He lifted the sheet from the first victim, a man named ‘Warren Mullins’ according to the stained piece of paper tied to the dead man’s toe. The view of what he found nearly caused him to lose his professional demeanor. He felt his face turn white. 

The dead man’s clothes were a bloody ruin. Thorias peeled away the top-most layer of cloth, a ruined tan shirt, to reveal his chest. 

“Bloody hell,” Thorias said in a hoarse voice.

Hunter stepped out of the office and looked into the room where the doctor was. “What, Thorias?”

“This … ” He replied with a shake of his head. “This is barbaric beyond words … and yet … there is something familiar here.”

“Indeed?” Anthony said with a look of surprise. “How so? You’ve heard of someone killed in this manner before?”

“It’s not the manner, it’s the technique.” Thorias said thoughtfully. He pointed to the edge of the longest cut on the man’s chest. “See here, very precise. Yes, the man here was skinned, but this was not a hunter skinning a deer. That cut, and the others that follow are very specific.”

The doctor let the sheet fall over the dead man’s legs while he searched around the tiny room. “There must be some instruments here somewhere … ah, here.” From a drawer, he produced a pair of long, narrow metal pincers. With these he carefully pulled open the wound in the corpse’s chest. Thorias nodded, excitement in his voice. 

“Aha, see, there.” He gestured with his free hand. “A portion of the man’s right lung is missing. Just a portion the size of a fist mind you, and … his heart. The cuts here were very careful, very precise.”

Captain Hunter, while no stranger to a dead body, took a deep breath to steady both his nerves and his stomach. A corpse was one thing, but he never did quite develop the tolerance for all of Thorias’ chosen profession. Anthony nodded. “I see. So we’re after a surgeon, then?”

The doctor shook his head. “I’m not certain. Heaven above help us, it could be. But if it was, pray tell why is there so much collateral damage in and around the ribs? And these other wounds on the arms – cut right to the muscle. Those are not nearly as precise. They are more jagged, almost manic.”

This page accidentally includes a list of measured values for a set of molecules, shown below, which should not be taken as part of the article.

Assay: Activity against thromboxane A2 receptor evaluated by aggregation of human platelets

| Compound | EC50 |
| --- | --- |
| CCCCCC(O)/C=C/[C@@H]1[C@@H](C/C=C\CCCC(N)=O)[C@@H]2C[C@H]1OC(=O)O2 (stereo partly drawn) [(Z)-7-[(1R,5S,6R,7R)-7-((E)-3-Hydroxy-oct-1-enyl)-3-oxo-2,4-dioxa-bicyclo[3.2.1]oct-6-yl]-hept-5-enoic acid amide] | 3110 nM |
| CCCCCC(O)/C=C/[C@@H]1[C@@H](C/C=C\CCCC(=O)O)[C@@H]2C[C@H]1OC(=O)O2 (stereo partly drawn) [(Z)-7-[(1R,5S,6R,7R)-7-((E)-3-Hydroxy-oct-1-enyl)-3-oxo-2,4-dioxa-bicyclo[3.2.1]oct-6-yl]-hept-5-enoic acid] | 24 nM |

Hunter took another deep breath, then released it slowly while his stomach threatened mutiny. The captain leaned over to look into the exposed chest wound in the corpse. As he did, he saw a momentary reflection of wet metal within the space where a part of the man’s lung had once sat. He squinted into the white-gray spongy material of the ruined lung. “What’s that? That bit of metal there? It looks very like a small bolt-clamp.”

Thorias squinted in the dim light until he, too, located the metal object. With his free hand, he reached in to tug on it. “It’s a tiny valve. Smartly attached to our bloke here, too. What it was a valve for, I can’t fathom.”

“Cap’n?” Moira’s voice echoed from the other room. 

Hunter stepped out of the examination room, grateful for a brief change of scenery. “Yes, Moira? Find something?”

“More like I what I didna find.” She said sourly. “I found the list o’ the ‘guests’ all laid out here, but there are just a bunch a numbers by their names when I get ta their medical records. Like serial numbers. Got a note here too sayin’ that the records fer the three next door are set aside in the ‘records room’ for safe keeping.”

Hunter nodded thoughtfully. “Then they possibly won’t even be here in the mortuary.”

Moira dug out a blank piece of paper to copy down the numbers. “So where they keepin’ ’em? Upstairs?”

“A ‘records room’ suggests the hospital records,” Thorias suggested from the other room. “It would be the proper place to keep them, not to mention efficient, what with the mortuary being right here.”

“Quite convenient,” Hunter commented, “given that is our next stop.”

Suddenly the muffled sound of keys rattling on a metal ring echoed faintly down the stairs from above. A pair of voices, two men in conversation, followed close behind that.

Moira looked wide-eyed at Captain Hunter. “Unless we got company!”

“Damnation!” Thorias swore quietly. “The caretaker is back early!”